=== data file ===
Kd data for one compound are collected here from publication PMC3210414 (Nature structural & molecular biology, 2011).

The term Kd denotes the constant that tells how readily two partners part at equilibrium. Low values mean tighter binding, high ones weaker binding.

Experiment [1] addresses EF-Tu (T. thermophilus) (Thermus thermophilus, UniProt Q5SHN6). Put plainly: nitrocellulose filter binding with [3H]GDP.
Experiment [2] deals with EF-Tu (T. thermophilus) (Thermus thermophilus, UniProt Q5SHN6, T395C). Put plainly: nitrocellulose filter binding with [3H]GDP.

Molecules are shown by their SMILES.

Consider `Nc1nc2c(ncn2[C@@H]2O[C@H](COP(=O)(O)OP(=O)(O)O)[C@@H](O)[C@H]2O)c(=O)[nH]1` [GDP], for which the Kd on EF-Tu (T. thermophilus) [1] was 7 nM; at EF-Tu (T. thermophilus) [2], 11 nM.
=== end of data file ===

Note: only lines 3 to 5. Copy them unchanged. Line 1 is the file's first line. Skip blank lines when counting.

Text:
Experiment [1] addresses EF-Tu (T. thermophilus) (Thermus thermophilus, UniProt Q5SHN6). Put plainly: nitrocellulose filter binding with [3H]GDP.
Experiment [2] deals with EF-Tu (T. thermophilus) (Thermus thermophilus, UniProt Q5SHN6, T395C). Put plainly: nitrocellulose filter binding with [3H]GDP.

Molecules are shown by their SMILES.